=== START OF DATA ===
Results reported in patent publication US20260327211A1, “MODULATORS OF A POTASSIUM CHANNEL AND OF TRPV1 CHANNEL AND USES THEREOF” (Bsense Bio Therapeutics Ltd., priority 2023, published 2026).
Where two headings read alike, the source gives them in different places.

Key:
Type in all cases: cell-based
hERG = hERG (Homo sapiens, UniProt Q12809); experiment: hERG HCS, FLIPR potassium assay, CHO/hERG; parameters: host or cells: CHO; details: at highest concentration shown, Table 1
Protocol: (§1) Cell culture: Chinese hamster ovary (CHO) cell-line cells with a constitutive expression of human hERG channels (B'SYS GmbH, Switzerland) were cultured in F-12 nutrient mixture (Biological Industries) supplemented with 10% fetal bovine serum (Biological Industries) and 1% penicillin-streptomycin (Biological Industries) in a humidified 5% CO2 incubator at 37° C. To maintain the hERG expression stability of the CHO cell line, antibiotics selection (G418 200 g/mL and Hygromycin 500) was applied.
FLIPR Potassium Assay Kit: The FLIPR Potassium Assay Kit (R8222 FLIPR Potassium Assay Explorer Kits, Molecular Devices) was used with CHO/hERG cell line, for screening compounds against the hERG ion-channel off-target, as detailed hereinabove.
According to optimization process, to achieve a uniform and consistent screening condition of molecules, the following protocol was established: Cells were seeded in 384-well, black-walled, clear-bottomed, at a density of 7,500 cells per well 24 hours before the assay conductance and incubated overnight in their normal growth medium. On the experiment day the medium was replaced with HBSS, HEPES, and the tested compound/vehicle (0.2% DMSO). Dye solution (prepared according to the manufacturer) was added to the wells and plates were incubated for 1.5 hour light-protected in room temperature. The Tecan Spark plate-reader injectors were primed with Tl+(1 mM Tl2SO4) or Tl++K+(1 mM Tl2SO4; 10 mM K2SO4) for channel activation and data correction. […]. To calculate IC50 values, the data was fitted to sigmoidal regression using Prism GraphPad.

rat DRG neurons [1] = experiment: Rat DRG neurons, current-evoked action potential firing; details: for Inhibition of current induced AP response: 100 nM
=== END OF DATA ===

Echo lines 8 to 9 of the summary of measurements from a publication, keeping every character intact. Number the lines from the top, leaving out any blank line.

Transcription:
According to optimization process, to achieve a uniform and consistent screening condition of molecules, the following protocol was established: Cells were seeded in 384-well, black-walled, clear-bottomed, at a density of 7,500 cells per well 24 hours before the assay conductance and incubated overnight in their normal growth medium. On the experiment day the medium was replaced with HBSS, HEPES, and the tested compound/vehicle (0.2% DMSO). Dye solution (prepared according to the manufacturer) was added to the wells and plates were incubated for 1.5 hour light-protected in room temperature. The Tecan Spark plate-reader injectors were primed with Tl+(1 mM Tl2SO4) or Tl++K+(1 mM Tl2SO4; 10 mM K2SO4) for channel activation and data correction. […]. To calculate IC50 values, the data was fitted to sigmoidal regression using Prism GraphPad.

rat DRG neurons [1] = experiment: Rat DRG neurons, current-evoked action potential firing; details: for Inhibition of current induced AP response: 100 nM